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by Stan Tekiela
September 24, 2018
I come to Alaska every year for a variety of reasons. I come for the wide variety of wildlife. I come for the amazing adventures. I come to connect with the mountains. This year is no different from any other year, but on the other hand, everything IS different.
In the natural world nothing ever stays the same. There is no consistency from year to year. It might seem similar but in reality nothing ever stays the same. This is how nature works and it must be.
For many years I return to the same region of central Alaska. This year I spent 7 days in the wilderness, away from the world. No electronic connection to the world. No email, no text, no breaking news from around the world. The wilderness turned my cell phone into a very expensive watch, and I must say it was good. After a few days I forgot what day it was and operated each day by the amount of daylight. Woke just before dawn and went to bed after dark.
I spent an addition week on the fringes of the wilderness wondering about the back roads of Alaska just going where the day took me. This really paid off in several way. I was able to capture some amazing images of Beavers living their normal life. Two adults and three young beavers were very busy. One day the sky cleared of all clouds and I was able to see and photograph Denali Mountain for many different angles. This is a very cloudy region and the sky breaks open revealing the tallest peak in North America only a couple times a month.
When you return to a same place for many years you can see the changes. For example, 4 years ago I was very happy to find and photograph a dozen or more Spruce Grouse. This is a conifer forest bird about the size and shape of a chicken. I remember being thrilled to find so many. Male and females along with youngsters. This year I went searching for them again and was only able to find one lone male. He just sat there all alone. I captured some images and let him be.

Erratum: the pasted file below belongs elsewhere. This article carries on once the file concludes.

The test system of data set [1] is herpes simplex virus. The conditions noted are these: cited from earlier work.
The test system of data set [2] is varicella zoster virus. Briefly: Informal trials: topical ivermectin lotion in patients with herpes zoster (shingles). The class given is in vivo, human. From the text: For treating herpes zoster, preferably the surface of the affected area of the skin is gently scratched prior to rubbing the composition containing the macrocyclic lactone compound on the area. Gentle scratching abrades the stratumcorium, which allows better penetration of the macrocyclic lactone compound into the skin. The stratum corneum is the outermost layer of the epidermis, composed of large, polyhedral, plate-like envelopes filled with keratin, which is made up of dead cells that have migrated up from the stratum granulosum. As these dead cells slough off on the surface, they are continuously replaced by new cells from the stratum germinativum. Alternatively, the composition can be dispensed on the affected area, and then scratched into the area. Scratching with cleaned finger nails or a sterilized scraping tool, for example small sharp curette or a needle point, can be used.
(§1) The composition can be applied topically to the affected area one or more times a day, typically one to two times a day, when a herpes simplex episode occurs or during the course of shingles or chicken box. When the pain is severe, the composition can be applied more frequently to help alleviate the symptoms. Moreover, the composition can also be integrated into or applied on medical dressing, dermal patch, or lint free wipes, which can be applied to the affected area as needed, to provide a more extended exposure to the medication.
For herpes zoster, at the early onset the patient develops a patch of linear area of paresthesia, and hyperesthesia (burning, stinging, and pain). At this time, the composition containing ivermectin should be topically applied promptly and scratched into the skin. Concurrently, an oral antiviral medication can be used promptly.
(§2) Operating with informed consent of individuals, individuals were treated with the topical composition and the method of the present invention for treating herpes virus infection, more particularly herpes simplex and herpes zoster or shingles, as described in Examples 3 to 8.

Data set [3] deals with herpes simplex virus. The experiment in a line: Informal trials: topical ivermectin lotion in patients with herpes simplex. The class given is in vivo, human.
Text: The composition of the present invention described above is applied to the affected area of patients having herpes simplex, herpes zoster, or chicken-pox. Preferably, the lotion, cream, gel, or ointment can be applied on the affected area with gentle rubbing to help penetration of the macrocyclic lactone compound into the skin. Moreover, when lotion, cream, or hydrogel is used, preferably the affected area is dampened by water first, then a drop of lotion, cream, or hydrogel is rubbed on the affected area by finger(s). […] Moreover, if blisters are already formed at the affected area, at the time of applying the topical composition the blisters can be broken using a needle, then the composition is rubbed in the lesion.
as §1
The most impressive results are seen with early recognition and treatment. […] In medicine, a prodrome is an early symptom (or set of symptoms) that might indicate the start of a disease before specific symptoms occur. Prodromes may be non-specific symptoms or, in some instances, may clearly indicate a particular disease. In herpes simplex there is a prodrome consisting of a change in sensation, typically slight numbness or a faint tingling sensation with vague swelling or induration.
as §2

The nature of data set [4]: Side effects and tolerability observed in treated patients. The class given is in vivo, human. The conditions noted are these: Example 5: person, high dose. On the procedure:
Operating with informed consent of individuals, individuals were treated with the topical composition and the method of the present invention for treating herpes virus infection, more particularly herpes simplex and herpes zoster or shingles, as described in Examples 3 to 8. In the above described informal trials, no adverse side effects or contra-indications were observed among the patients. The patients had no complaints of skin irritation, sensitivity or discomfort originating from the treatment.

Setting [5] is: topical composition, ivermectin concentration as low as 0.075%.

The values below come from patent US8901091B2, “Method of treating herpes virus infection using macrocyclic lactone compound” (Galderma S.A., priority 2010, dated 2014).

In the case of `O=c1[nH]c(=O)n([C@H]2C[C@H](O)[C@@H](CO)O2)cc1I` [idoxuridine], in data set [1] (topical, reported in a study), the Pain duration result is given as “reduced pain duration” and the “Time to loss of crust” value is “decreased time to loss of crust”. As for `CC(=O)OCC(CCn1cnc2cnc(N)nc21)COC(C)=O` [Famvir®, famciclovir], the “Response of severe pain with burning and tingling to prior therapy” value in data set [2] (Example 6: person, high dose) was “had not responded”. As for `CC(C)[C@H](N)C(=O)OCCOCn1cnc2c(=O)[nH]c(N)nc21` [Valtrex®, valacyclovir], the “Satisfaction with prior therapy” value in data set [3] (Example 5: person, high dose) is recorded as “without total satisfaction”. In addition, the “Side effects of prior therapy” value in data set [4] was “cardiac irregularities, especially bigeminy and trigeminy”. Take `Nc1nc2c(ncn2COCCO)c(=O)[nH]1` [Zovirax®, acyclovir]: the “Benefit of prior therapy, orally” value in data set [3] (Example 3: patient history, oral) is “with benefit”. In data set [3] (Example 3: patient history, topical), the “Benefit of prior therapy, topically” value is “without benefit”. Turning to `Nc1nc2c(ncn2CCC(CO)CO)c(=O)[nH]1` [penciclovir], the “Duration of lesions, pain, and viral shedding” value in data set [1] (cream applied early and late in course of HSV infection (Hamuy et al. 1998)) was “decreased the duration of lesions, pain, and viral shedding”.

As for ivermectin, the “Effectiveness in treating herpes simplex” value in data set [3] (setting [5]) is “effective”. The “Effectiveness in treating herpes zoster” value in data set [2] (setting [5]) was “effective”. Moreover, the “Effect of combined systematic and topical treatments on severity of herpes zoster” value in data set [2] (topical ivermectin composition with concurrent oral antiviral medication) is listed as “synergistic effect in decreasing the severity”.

However, what’s new this year are Snowshoe Hares. Three and four years ago, there were none. Last year there were a couple scattered here and there. This year you can’t travel a quarter mile without seeing a dozen or more. Snowshoe Hares go through distinct population booms and busts on an 8 to 11 year cycles. In response to this, there is whole host of predators that count on the Snowshoes for food. Everything from the Canada Lynx to wolves, coyotes, Golden Eagles and Gyrfalcons.
One little critter who takes advantage of the Snowshoe Hare boom is the amazing Short-tailed Weasel. This tiny predator routinely takes on prey more than double his or her size. They are a small weasel, about 12 inches long. The males are up to 20 percent larger than females. They turn white in winter and are brown during summer. When white in winter they are often called “ermine” and called “stoat” when brown in summer. No matter they are brown or white they always have a black tip of the tail.
They have amazing energy and can be very inquisitive. One day, a Short-tailed Weasel popped out of an Arctic Ground Squirrel burrow near where I was standing. No doubt it was trying to catch its next meal. It poked it head out of the burrow and looked around. For the next few minutes it went down in the burrow then popped back out again. It would run a few feet away from the burrow, look around and run back. Each time it would venture a little further and further away from the ground squirrel burrow, allowing me a number of opportunities to capture some fun images.
Eventually it turned and ran down the river bank away from me in search of something else to eat. Watching him run along I thought to myself, “look out Snowshoe Hares, here comes the Short-tailed Weasel”. Until next time…
Stan Tekiela is an author / naturalist who travels the U.S. to study and photograph wildlife. He can be followed on www.facebook.com and twitter.com. He can be contacted via his web page at www.naturesart.com.
The nationally syndicated NatureSmart Column appears in over 25 cities spanning 7 states: Minnesota, Wisconsin, Michigan, Illinois, Ohio, New York and Pennsylvania. It is a bi-weekly column circulated to over 750,000 readers.
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